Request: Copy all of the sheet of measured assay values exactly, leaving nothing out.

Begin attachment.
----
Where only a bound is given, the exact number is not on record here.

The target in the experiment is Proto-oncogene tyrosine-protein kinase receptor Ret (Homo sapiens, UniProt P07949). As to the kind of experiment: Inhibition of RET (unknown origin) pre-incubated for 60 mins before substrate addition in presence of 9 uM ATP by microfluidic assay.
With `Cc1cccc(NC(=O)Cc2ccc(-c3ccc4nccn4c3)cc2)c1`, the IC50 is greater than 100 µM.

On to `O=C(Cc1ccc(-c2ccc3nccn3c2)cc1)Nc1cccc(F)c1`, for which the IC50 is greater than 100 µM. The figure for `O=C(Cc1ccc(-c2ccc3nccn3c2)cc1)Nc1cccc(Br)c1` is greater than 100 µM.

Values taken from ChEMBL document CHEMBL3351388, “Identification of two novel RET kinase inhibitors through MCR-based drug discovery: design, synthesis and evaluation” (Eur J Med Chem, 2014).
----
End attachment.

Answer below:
Where only a bound is given, the exact number is not on record here.

The target in the experiment is Proto-oncogene tyrosine-protein kinase receptor Ret (Homo sapiens, UniProt P07949). As to the kind of experiment: Inhibition of RET (unknown origin) pre-incubated for 60 mins before substrate addition in presence of 9 uM ATP by microfluidic assay.
With `Cc1cccc(NC(=O)Cc2ccc(-c3ccc4nccn4c3)cc2)c1`, the IC50 is greater than 100 µM.

On to `O=C(Cc1ccc(-c2ccc3nccn3c2)cc1)Nc1cccc(F)c1`, for which the IC50 is greater than 100 µM. The figure for `O=C(Cc1ccc(-c2ccc3nccn3c2)cc1)Nc1cccc(Br)c1` is greater than 100 µM.

Values taken from ChEMBL document CHEMBL3351388, “Identification of two novel RET kinase inhibitors through MCR-based drug discovery: design, synthesis and evaluation” (Eur J Med Chem, 2014).